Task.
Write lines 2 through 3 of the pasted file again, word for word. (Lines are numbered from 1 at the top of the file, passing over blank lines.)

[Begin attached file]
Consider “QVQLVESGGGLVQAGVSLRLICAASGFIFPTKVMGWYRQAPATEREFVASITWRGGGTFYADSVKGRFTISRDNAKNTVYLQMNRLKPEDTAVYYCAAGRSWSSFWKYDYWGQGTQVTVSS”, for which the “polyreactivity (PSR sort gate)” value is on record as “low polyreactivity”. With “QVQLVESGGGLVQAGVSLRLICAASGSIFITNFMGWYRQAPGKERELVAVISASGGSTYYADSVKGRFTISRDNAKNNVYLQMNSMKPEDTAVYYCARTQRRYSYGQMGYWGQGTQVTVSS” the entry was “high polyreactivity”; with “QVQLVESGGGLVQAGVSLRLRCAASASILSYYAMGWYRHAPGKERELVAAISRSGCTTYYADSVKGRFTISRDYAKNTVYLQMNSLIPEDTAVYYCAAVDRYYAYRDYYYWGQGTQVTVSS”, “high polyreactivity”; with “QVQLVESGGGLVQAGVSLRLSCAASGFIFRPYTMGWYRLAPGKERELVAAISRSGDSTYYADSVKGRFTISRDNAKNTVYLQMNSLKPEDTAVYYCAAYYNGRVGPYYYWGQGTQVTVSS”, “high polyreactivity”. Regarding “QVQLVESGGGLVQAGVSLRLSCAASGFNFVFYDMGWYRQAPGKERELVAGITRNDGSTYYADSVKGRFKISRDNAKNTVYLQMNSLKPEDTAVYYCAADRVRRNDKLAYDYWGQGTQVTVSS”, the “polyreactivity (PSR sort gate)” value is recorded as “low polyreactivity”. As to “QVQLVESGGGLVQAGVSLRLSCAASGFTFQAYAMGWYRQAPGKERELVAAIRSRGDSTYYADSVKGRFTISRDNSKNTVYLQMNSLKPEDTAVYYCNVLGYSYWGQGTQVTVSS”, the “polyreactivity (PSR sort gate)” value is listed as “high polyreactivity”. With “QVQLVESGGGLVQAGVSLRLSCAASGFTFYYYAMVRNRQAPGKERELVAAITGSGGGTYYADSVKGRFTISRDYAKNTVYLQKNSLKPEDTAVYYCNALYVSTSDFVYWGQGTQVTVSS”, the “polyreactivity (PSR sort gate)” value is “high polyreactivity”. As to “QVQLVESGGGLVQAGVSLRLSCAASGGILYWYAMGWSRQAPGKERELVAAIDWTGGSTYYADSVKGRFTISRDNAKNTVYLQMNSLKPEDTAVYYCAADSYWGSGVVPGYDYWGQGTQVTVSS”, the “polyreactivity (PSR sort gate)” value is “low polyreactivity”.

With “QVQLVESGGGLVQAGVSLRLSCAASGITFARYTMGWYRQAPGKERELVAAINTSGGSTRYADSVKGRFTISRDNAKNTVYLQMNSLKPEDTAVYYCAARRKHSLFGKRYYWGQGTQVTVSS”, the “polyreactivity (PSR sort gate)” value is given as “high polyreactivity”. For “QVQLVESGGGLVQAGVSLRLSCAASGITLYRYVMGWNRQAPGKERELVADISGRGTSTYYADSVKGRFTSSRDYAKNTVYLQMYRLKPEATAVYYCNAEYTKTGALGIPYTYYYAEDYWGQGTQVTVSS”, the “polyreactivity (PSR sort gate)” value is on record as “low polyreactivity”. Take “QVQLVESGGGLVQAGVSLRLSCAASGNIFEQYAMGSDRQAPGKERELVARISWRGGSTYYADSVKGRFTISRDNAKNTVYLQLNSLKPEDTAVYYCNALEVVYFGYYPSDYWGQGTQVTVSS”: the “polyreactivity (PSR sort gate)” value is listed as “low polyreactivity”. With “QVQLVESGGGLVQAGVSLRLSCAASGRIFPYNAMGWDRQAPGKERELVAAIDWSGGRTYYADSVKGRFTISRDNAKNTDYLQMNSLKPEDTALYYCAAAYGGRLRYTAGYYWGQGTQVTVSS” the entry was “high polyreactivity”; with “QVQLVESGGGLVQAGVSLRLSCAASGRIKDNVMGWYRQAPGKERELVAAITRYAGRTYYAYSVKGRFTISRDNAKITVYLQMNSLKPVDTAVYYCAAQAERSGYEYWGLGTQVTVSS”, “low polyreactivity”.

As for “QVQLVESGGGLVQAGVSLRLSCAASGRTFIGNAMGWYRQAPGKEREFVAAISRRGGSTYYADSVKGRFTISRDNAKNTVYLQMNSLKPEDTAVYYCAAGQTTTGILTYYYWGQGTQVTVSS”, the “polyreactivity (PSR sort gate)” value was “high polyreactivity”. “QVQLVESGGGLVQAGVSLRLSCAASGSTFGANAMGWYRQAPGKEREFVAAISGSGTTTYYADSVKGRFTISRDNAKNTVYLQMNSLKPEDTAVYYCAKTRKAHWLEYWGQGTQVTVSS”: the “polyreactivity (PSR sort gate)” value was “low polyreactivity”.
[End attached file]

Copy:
With “QVQLVESGGGLVQAGVSLRLSCAASGITFARYTMGWYRQAPGKERELVAAINTSGGSTRYADSVKGRFTISRDNAKNTVYLQMNSLKPEDTAVYYCAARRKHSLFGKRYYWGQGTQVTVSS”, the “polyreactivity (PSR sort gate)” value is given as “high polyreactivity”. For “QVQLVESGGGLVQAGVSLRLSCAASGITLYRYVMGWNRQAPGKERELVADISGRGTSTYYADSVKGRFTSSRDYAKNTVYLQMYRLKPEATAVYYCNAEYTKTGALGIPYTYYYAEDYWGQGTQVTVSS”, the “polyreactivity (PSR sort gate)” value is on record as “low polyreactivity”. Take “QVQLVESGGGLVQAGVSLRLSCAASGNIFEQYAMGSDRQAPGKERELVARISWRGGSTYYADSVKGRFTISRDNAKNTVYLQLNSLKPEDTAVYYCNALEVVYFGYYPSDYWGQGTQVTVSS”: the “polyreactivity (PSR sort gate)” value is listed as “low polyreactivity”. With “QVQLVESGGGLVQAGVSLRLSCAASGRIFPYNAMGWDRQAPGKERELVAAIDWSGGRTYYADSVKGRFTISRDNAKNTDYLQMNSLKPEDTALYYCAAAYGGRLRYTAGYYWGQGTQVTVSS” the entry was “high polyreactivity”; with “QVQLVESGGGLVQAGVSLRLSCAASGRIKDNVMGWYRQAPGKERELVAAITRYAGRTYYAYSVKGRFTISRDNAKITVYLQMNSLKPVDTAVYYCAAQAERSGYEYWGLGTQVTVSS”, “low polyreactivity”.

As for “QVQLVESGGGLVQAGVSLRLSCAASGRTFIGNAMGWYRQAPGKEREFVAAISRRGGSTYYADSVKGRFTISRDNAKNTVYLQMNSLKPEDTAVYYCAAGQTTTGILTYYYWGQGTQVTVSS”, the “polyreactivity (PSR sort gate)” value was “high polyreactivity”. “QVQLVESGGGLVQAGVSLRLSCAASGSTFGANAMGWYRQAPGKEREFVAAISGSGTTTYYADSVKGRFTISRDNAKNTVYLQMNSLKPEDTAVYYCAKTRKAHWLEYWGQGTQVTVSS”: the “polyreactivity (PSR sort gate)” value was “low polyreactivity”.